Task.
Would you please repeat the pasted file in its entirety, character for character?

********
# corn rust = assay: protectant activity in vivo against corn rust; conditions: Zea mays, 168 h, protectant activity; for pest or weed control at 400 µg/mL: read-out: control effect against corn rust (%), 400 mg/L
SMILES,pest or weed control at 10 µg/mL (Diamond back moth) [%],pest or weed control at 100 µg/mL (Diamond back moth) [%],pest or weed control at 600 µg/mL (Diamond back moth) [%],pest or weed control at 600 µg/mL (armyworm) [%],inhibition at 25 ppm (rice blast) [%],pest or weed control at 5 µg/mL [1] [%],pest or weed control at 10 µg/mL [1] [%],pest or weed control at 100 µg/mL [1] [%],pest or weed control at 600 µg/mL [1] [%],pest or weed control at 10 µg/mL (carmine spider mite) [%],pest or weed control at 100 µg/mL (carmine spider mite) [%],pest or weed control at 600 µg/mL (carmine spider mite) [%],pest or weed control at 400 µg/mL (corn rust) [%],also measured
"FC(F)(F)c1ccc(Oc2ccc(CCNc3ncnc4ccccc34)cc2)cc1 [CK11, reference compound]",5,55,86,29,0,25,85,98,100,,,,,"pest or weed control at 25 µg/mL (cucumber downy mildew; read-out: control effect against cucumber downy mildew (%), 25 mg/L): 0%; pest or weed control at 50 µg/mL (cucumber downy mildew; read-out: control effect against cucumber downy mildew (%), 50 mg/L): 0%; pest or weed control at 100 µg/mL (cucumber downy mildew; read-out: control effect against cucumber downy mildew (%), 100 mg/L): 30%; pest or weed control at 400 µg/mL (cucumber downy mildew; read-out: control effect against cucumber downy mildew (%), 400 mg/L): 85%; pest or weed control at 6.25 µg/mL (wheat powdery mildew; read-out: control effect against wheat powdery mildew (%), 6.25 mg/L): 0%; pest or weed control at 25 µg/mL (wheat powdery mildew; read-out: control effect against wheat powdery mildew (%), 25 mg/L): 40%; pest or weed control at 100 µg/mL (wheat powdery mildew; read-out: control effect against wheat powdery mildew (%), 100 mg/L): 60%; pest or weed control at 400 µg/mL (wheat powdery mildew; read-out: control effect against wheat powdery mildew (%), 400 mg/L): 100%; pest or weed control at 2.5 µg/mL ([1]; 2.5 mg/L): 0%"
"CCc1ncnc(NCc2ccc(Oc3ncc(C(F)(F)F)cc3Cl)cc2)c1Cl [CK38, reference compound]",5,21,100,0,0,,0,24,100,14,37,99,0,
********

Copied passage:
# corn rust = assay: protectant activity in vivo against corn rust; conditions: Zea mays, 168 h, protectant activity; for pest or weed control at 400 µg/mL: read-out: control effect against corn rust (%), 400 mg/L
SMILES,pest or weed control at 10 µg/mL (Diamond back moth) [%],pest or weed control at 100 µg/mL (Diamond back moth) [%],pest or weed control at 600 µg/mL (Diamond back moth) [%],pest or weed control at 600 µg/mL (armyworm) [%],inhibition at 25 ppm (rice blast) [%],pest or weed control at 5 µg/mL [1] [%],pest or weed control at 10 µg/mL [1] [%],pest or weed control at 100 µg/mL [1] [%],pest or weed control at 600 µg/mL [1] [%],pest or weed control at 10 µg/mL (carmine spider mite) [%],pest or weed control at 100 µg/mL (carmine spider mite) [%],pest or weed control at 600 µg/mL (carmine spider mite) [%],pest or weed control at 400 µg/mL (corn rust) [%],also measured
"FC(F)(F)c1ccc(Oc2ccc(CCNc3ncnc4ccccc34)cc2)cc1 [CK11, reference compound]",5,55,86,29,0,25,85,98,100,,,,,"pest or weed control at 25 µg/mL (cucumber downy mildew; read-out: control effect against cucumber downy mildew (%), 25 mg/L): 0%; pest or weed control at 50 µg/mL (cucumber downy mildew; read-out: control effect against cucumber downy mildew (%), 50 mg/L): 0%; pest or weed control at 100 µg/mL (cucumber downy mildew; read-out: control effect against cucumber downy mildew (%), 100 mg/L): 30%; pest or weed control at 400 µg/mL (cucumber downy mildew; read-out: control effect against cucumber downy mildew (%), 400 mg/L): 85%; pest or weed control at 6.25 µg/mL (wheat powdery mildew; read-out: control effect against wheat powdery mildew (%), 6.25 mg/L): 0%; pest or weed control at 25 µg/mL (wheat powdery mildew; read-out: control effect against wheat powdery mildew (%), 25 mg/L): 40%; pest or weed control at 100 µg/mL (wheat powdery mildew; read-out: control effect against wheat powdery mildew (%), 100 mg/L): 60%; pest or weed control at 400 µg/mL (wheat powdery mildew; read-out: control effect against wheat powdery mildew (%), 400 mg/L): 100%; pest or weed control at 2.5 µg/mL ([1]; 2.5 mg/L): 0%"
"CCc1ncnc(NCc2ccc(Oc3ncc(C(F)(F)F)cc3Cl)cc2)c1Cl [CK38, reference compound]",5,21,100,0,0,,0,24,100,14,37,99,0,